Review – Danglets iPod Neck & Wrist Strap

Apparently in Japan and some other countries it is very popular to wear your cell phone on a neck strap – especially when using it as a media player. That trend has not hit North America. Now Collins America hopes to make it more popular through the introduction of the Danglet, an accessory that clips into the docking connector of any modern iPod or iPhone device and allows you to keep it readily available around your wrist or neck. So how does it all work?

The Hype:
Welcome to the first and only wrist and neck strap adapter for Apple’s iPod and iPhone. Danglet simply plugs into the dock connector port on the bottom of your iPod or iPhone, securely snapping into place, and provides a sturdy stainless steel loop through which any string or hook mounted wrist or neck strap can be attached. We provide basic wrist and neck straps with your Danglet. But, you can go ahead and use any strap you may already own or choose to buy. Danglet fits them all.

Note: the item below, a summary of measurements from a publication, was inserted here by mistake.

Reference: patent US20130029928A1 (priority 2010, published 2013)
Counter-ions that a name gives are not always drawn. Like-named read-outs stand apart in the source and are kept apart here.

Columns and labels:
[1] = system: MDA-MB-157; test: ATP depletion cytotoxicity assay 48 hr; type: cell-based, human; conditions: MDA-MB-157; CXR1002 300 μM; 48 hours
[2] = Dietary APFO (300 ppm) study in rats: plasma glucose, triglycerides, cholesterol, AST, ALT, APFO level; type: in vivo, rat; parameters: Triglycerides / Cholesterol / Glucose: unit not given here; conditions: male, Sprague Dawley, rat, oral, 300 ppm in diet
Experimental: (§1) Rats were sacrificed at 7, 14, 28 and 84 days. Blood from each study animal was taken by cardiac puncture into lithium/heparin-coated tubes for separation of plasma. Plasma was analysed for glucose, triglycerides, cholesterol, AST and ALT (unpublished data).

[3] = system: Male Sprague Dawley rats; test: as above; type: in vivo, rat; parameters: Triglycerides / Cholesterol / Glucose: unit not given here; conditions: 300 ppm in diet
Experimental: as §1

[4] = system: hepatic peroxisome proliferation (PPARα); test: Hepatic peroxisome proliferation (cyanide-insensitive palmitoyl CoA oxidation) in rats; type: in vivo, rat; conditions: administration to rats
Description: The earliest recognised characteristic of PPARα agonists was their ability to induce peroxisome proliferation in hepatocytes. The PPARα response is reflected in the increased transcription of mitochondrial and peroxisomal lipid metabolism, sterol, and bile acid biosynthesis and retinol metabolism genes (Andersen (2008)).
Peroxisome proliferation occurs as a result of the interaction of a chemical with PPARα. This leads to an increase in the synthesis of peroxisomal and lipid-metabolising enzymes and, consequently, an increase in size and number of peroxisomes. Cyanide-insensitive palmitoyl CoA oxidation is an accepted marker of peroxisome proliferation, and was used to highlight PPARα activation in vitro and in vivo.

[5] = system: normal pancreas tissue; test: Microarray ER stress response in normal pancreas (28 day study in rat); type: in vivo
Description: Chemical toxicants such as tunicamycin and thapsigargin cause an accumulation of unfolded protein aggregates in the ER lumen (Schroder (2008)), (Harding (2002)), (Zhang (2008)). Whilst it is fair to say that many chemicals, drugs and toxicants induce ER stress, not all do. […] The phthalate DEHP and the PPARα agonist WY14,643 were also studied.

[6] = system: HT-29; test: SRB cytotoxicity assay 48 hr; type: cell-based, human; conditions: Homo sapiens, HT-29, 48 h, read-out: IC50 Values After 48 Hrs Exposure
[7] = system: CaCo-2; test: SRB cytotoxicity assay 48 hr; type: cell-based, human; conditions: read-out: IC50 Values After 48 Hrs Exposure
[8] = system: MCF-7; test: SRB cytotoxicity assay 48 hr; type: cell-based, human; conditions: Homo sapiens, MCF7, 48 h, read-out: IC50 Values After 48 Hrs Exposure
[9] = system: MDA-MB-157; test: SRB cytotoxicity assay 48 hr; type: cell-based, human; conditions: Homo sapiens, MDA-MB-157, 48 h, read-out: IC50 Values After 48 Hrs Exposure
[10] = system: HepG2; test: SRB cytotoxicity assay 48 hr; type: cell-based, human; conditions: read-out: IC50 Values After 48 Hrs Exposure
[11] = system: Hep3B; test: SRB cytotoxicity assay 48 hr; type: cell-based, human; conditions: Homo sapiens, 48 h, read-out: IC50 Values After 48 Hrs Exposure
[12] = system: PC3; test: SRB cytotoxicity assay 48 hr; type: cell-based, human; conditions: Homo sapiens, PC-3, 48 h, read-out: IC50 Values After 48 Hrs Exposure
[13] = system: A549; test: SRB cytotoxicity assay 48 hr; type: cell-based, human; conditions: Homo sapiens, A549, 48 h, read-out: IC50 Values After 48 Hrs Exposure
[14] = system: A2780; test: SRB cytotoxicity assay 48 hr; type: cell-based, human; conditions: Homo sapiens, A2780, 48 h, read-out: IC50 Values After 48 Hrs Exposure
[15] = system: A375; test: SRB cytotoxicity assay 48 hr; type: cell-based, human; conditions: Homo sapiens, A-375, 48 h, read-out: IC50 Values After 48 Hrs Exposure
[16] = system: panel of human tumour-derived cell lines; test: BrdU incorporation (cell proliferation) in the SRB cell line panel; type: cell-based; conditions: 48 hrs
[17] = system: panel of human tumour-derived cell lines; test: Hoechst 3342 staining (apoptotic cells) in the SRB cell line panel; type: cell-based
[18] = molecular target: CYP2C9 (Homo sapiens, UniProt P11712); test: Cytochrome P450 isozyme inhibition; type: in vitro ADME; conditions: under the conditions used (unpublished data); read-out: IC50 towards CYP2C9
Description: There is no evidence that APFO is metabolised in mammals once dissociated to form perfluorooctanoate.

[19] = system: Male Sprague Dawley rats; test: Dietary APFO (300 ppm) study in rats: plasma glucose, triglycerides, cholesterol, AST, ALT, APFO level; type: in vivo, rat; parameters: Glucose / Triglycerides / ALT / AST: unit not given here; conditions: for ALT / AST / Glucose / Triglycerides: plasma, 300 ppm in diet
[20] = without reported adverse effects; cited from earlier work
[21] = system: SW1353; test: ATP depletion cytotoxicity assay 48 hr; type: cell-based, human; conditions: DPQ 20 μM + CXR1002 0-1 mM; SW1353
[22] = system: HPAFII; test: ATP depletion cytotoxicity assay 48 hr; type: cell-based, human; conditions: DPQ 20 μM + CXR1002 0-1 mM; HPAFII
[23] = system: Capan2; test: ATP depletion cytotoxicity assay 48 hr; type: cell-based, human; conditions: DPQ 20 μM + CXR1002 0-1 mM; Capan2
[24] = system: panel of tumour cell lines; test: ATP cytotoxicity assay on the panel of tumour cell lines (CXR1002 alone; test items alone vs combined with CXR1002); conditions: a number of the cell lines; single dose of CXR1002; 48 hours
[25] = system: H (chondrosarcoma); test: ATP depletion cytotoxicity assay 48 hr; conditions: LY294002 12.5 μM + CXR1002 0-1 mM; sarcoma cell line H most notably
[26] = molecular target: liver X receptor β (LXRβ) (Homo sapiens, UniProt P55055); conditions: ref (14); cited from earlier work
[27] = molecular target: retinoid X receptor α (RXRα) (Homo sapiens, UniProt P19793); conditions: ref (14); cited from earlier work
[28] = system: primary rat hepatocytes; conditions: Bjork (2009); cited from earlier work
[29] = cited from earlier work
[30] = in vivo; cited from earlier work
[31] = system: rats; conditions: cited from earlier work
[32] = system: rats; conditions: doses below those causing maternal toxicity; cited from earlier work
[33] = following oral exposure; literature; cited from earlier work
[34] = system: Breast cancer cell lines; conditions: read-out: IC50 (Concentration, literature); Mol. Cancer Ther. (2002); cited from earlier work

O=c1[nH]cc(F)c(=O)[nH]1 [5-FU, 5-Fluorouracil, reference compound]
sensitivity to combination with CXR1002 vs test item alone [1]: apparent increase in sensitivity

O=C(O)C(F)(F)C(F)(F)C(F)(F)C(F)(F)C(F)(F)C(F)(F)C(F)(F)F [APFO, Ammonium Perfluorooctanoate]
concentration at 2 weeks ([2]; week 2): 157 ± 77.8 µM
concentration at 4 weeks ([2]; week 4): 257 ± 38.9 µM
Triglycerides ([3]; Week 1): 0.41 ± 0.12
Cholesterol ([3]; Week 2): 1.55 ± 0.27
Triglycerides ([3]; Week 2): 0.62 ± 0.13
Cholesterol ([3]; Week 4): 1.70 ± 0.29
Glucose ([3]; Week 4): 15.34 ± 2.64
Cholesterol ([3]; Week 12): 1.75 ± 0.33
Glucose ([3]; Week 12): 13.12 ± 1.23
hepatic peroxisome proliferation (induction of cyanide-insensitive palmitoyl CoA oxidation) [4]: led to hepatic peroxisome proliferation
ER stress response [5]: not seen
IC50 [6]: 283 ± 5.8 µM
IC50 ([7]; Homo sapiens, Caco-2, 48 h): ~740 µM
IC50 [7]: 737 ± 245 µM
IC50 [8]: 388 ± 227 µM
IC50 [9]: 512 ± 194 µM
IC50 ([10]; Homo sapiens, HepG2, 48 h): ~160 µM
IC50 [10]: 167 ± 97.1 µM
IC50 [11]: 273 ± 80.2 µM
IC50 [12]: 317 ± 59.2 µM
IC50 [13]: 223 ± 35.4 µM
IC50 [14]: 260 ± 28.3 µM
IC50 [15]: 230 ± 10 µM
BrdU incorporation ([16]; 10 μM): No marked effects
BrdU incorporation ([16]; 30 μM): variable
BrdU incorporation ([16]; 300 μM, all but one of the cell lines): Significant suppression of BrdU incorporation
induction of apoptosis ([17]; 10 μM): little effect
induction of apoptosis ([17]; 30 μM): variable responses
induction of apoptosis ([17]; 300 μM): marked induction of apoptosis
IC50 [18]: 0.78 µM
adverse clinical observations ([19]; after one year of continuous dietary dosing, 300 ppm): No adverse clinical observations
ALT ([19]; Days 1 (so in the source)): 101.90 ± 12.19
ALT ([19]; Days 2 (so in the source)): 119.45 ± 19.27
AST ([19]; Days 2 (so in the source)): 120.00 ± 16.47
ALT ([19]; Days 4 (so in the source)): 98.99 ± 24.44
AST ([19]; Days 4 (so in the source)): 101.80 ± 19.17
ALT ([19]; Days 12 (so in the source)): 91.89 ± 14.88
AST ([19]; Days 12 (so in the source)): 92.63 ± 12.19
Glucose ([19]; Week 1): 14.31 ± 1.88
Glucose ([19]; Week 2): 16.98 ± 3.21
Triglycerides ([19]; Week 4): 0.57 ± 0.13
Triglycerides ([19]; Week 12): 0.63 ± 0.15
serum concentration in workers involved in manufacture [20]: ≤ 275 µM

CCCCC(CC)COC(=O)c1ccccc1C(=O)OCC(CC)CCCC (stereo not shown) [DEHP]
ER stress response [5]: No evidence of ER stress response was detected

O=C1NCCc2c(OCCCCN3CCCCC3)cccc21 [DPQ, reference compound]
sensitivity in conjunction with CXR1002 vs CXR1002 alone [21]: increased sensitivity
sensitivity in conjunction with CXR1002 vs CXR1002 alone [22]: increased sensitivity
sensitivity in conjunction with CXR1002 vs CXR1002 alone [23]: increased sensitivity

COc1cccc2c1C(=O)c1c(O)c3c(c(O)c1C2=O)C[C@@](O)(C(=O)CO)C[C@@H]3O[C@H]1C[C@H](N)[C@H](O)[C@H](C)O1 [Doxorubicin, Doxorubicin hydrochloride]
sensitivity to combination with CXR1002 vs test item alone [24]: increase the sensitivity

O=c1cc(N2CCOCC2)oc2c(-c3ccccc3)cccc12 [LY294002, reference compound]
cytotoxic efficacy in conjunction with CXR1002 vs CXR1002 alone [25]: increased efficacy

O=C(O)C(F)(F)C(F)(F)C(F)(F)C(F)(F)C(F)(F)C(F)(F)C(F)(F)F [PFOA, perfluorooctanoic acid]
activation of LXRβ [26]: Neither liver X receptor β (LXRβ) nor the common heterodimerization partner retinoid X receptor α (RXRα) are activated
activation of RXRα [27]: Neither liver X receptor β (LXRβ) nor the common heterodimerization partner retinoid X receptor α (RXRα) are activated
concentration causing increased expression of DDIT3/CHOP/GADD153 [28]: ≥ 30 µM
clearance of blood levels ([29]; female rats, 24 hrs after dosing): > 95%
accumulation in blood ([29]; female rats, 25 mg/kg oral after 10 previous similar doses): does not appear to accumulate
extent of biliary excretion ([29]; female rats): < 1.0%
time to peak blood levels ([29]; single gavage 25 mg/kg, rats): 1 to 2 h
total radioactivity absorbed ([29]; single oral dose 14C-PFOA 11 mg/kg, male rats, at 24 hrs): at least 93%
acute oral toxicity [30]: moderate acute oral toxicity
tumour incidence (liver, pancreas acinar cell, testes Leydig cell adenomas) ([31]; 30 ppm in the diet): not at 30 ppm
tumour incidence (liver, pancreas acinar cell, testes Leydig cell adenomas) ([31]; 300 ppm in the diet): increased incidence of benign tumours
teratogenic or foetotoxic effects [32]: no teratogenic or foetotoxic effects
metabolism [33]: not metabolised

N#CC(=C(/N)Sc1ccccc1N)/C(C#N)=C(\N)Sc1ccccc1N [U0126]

Danglet clips into the iPod or iPhone dock connector with two sturdy stainless steel hooking clips, one on each side. The internal stainless steel frame of the Danglet extends upward to provide an all-metal mounting hole for a clip, hook, or string mount strap. To mount a strap, just clip the Danglet into the bottom of the iPhone or iPod, then clip the strap of your choice into the Danglet’s mounting hole. To remove the Danglet, just firmly squeeze the side buttons to release the steel clips, then pull the Danglet from the dock connector port. Simple and easy.

What Is Included
Your order will include your Danglet strap adapter, one black braided Nylon 7-inch wrist strap, one black braided Nylon 17-inch neck strap, and usage instructions.